The United States’ ambassador was the only Security Council member missing in action during the recent United Nations inspection of Colombia’s peace process. Fortunately, her deputy saved the day.
The UN Security Council’s visit to Colombia was a major boost for the peace process in the South American country that has been opposed by powerful political actors who may face war crime charges under terms of the treaty with the Marxist FARC.
Thirteen of the 15 UN ambassadors that make up the security council met with President Juan Manuel Santos, social leaders and demobilizing FARC guerrillas between Wednesday and Friday.
Two UN Security Council member states did not send their ambassadors; Russia, because its ambassador passed away in February, and the US, because Ambassador Nikki Haley had “scheduling conflicts.”
Instead, deputy representative Michele Sison inspected the peace process. Unlike Haley, Sison is a weathered career diplomat with experience on multiple continents.
Sison has been involved in the peace process since former President Barack Obama appointed her at the UN in 2014.
Haley’s “scheduling conflicts”
Haley’s schedule consisted of a Thursday meeting with Trump’s daughter Ivanka to discuss “humanitarian challenges around the world and the ways the US supports those in need.”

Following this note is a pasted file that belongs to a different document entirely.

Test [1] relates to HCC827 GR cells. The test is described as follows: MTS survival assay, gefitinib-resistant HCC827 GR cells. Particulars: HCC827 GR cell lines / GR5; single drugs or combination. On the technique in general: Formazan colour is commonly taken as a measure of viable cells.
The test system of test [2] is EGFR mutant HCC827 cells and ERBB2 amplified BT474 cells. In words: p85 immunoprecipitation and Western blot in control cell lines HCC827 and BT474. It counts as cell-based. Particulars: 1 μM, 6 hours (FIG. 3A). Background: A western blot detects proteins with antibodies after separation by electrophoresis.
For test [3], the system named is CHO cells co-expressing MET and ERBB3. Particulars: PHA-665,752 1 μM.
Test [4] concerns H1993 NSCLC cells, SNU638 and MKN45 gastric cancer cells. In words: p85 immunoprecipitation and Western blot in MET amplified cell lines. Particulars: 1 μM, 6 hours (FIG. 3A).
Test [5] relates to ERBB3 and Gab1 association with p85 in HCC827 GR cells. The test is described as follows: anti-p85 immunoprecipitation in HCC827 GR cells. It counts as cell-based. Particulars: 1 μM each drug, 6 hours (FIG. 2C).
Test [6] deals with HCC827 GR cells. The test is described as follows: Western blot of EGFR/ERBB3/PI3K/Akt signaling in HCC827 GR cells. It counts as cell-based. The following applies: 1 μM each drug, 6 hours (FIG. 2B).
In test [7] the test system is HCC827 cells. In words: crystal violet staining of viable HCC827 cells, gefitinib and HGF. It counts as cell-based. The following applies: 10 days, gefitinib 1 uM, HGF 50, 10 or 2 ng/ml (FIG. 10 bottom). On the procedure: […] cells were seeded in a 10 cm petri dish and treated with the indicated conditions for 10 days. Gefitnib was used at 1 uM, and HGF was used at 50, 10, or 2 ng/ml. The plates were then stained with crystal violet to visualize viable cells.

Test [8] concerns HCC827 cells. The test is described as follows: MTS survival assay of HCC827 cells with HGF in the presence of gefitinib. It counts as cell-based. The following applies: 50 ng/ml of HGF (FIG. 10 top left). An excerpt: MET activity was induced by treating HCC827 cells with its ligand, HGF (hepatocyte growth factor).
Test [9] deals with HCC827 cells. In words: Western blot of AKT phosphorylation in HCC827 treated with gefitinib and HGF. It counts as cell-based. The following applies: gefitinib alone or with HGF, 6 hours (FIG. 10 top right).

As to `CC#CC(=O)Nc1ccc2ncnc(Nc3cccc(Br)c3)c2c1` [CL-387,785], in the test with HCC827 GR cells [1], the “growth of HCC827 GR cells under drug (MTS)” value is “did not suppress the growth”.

— Nikki Haley (@nikkihaley) May 4, 2017
In New York, she attended press at the United Nations main office and in the evening she attended the annual “Women in the World” summit, much to the disapproval of many of the attendees.
Getting your boots dirty
On Friday, Haley’s deputy and her fellow-ambassadors were wading through mud to inspect a FARC demobilization and disarmament site that is supervised by UN observers.
Colombia Reports could not find any public record of a public event attended by the Haley that day.
The US ambassador had seemingly gone home to celebrate her daughter’s first year in college.
— Nikki Haley (@nikkihaley) May 6, 2017
The absence of Haley, who presided the Security Council until Friday, was hardly noticed in Colombia mainly thanks to the work of Sison, the US official who has dedicated her entire career defending US interests abroad.